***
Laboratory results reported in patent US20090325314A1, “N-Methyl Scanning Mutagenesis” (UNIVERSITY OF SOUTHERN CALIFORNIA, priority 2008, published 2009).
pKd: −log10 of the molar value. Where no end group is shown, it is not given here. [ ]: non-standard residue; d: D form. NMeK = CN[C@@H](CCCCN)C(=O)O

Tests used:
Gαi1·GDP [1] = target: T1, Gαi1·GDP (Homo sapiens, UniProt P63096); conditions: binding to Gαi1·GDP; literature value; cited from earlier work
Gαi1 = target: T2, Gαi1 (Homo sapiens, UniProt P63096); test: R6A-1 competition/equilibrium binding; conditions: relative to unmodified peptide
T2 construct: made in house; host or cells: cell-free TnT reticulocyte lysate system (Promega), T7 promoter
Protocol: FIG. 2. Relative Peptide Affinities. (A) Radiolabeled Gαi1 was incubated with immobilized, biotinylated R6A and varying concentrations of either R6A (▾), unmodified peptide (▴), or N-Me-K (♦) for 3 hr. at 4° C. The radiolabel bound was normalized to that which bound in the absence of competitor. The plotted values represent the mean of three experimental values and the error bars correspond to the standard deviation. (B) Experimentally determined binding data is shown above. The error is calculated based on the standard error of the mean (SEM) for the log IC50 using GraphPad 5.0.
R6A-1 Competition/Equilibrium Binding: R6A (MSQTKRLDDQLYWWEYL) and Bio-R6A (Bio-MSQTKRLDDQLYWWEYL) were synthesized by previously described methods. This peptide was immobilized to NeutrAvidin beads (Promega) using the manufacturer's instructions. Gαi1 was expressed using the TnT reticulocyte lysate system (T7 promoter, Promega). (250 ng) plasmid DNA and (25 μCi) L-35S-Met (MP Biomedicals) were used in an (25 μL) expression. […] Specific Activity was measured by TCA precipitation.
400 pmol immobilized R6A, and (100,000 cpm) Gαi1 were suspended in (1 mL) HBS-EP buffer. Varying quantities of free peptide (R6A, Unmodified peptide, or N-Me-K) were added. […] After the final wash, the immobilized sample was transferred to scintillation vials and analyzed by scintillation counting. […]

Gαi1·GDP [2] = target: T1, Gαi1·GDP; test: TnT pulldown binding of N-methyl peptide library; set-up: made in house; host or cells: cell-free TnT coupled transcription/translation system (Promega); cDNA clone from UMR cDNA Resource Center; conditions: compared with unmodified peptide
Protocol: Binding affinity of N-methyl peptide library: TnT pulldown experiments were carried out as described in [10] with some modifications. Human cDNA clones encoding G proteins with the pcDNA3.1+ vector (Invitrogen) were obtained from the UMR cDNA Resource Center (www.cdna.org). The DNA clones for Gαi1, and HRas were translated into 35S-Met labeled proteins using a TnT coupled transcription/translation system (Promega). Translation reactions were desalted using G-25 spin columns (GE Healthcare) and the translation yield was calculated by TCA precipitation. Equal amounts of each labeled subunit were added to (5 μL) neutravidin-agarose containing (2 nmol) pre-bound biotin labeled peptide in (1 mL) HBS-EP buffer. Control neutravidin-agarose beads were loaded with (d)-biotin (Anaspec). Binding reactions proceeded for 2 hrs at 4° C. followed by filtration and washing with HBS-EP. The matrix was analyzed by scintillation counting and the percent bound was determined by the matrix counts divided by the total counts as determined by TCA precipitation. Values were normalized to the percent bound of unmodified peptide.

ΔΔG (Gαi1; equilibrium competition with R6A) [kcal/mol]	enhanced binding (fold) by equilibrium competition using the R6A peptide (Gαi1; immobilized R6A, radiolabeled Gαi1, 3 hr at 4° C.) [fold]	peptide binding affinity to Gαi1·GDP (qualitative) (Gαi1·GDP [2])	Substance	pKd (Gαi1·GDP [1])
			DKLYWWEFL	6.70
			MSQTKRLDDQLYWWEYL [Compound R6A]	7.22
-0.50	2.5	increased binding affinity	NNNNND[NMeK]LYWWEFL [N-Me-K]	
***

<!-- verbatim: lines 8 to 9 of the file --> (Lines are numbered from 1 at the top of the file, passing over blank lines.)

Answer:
R6A-1 Competition/Equilibrium Binding: R6A (MSQTKRLDDQLYWWEYL) and Bio-R6A (Bio-MSQTKRLDDQLYWWEYL) were synthesized by previously described methods. This peptide was immobilized to NeutrAvidin beads (Promega) using the manufacturer's instructions. Gαi1 was expressed using the TnT reticulocyte lysate system (T7 promoter, Promega). (250 ng) plasmid DNA and (25 μCi) L-35S-Met (MP Biomedicals) were used in an (25 μL) expression. […] Specific Activity was measured by TCA precipitation.
400 pmol immobilized R6A, and (100,000 cpm) Gαi1 were suspended in (1 mL) HBS-EP buffer. Varying quantities of free peptide (R6A, Unmodified peptide, or N-Me-K) were added. […] After the final wash, the immobilized sample was transferred to scintillation vials and analyzed by scintillation counting. […]